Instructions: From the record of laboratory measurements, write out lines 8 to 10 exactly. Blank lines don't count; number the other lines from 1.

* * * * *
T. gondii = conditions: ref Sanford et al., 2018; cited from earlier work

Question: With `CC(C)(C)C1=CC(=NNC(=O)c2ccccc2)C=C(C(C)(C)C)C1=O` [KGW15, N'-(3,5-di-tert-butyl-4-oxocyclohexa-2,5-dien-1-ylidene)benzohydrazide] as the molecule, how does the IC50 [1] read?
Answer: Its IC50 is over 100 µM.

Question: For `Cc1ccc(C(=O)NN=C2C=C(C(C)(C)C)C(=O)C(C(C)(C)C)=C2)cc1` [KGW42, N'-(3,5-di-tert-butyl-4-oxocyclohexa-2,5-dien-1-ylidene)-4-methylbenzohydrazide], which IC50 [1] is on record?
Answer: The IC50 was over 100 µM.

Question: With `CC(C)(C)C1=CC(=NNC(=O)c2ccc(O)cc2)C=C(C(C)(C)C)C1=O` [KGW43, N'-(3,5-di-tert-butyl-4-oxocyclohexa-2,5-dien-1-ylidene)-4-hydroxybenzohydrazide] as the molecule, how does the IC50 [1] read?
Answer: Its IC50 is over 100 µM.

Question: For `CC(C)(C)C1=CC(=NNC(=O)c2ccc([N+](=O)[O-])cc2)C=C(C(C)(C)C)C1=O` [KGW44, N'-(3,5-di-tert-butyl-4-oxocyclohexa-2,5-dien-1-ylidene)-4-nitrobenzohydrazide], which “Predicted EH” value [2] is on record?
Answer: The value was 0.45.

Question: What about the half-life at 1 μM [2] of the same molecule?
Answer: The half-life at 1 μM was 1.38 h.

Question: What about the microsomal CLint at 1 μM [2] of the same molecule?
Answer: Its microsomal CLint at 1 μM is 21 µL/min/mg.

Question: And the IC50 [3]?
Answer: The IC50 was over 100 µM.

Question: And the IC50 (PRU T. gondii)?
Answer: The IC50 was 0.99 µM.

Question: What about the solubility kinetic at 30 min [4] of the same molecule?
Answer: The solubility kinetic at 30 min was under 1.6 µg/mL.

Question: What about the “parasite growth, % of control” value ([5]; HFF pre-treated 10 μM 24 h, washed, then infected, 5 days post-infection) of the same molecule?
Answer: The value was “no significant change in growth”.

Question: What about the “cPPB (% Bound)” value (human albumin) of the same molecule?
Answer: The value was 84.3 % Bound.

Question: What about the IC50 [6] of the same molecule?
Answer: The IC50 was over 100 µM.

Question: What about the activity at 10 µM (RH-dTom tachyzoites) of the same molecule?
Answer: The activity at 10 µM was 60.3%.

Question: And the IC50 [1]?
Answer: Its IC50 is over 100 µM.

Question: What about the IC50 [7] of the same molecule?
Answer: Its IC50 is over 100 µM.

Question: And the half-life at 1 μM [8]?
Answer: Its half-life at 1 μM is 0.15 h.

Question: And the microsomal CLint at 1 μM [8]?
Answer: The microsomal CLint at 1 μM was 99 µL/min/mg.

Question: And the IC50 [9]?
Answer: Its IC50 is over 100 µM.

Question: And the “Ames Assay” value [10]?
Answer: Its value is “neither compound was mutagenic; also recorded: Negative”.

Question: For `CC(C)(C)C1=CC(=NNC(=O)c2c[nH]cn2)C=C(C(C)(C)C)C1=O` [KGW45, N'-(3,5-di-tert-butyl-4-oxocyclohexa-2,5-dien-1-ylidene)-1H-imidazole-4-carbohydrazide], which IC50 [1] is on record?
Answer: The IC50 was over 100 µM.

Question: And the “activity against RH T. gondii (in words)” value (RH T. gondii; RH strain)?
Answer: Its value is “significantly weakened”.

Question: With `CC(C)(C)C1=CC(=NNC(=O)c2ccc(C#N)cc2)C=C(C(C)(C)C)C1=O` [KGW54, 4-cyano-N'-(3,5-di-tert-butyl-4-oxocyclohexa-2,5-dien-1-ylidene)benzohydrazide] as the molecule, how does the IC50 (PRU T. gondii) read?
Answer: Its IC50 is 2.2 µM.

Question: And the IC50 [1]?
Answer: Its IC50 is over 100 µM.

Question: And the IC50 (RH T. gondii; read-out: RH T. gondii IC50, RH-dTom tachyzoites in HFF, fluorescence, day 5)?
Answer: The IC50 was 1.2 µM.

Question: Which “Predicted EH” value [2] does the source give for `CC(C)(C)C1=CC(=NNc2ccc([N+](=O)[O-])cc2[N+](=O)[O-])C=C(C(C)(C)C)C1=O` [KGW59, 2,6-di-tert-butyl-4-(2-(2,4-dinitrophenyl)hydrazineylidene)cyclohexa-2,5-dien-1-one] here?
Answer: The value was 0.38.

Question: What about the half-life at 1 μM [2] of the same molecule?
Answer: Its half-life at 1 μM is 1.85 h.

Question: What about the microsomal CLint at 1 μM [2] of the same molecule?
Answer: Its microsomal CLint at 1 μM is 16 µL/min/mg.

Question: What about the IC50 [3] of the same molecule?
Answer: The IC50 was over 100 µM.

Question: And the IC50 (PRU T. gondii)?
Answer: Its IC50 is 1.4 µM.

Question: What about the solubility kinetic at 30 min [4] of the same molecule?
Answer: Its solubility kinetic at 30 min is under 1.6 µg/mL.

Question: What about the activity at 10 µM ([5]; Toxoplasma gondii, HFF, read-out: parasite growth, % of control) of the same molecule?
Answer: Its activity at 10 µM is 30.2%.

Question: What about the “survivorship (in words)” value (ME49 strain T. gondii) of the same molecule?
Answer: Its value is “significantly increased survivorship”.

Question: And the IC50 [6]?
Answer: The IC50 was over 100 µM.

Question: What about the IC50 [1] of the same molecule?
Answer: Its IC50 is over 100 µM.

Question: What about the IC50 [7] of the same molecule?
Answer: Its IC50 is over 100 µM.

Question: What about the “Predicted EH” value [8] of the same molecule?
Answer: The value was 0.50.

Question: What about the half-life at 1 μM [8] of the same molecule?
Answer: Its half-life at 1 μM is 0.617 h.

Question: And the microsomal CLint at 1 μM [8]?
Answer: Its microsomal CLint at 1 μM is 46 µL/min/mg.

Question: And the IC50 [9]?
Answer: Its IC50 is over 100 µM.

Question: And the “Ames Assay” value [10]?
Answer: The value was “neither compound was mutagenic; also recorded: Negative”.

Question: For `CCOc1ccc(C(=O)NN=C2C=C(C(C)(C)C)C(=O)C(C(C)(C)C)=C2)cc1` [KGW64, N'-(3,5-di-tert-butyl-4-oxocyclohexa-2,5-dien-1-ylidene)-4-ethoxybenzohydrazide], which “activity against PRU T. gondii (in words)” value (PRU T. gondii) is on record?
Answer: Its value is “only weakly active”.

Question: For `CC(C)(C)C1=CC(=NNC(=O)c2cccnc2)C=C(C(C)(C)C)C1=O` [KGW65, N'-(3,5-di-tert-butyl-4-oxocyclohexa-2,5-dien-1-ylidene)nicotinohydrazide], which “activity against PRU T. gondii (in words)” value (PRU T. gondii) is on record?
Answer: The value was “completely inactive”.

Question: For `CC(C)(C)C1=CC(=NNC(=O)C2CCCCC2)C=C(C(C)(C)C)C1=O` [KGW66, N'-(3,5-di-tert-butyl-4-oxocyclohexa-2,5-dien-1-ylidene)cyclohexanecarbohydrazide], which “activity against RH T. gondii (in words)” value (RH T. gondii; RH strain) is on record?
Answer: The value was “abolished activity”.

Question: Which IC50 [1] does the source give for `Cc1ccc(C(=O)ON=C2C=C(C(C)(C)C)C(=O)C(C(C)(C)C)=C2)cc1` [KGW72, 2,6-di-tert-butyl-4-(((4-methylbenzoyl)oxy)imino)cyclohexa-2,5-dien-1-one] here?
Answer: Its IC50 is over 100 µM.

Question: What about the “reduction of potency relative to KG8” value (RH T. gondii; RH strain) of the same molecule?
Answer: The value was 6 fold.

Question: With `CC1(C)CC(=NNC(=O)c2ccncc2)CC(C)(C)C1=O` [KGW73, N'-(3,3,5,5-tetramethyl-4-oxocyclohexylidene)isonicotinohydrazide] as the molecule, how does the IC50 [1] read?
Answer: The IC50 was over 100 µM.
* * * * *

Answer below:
Question: For `CC(C)(C)C1=CC(=NNC(=O)c2ccc([N+](=O)[O-])cc2)C=C(C(C)(C)C)C1=O` [KGW44, N'-(3,5-di-tert-butyl-4-oxocyclohexa-2,5-dien-1-ylidene)-4-nitrobenzohydrazide], which “Predicted EH” value [2] is on record?
Answer: The value was 0.45.

Question: What about the half-life at 1 μM [2] of the same molecule?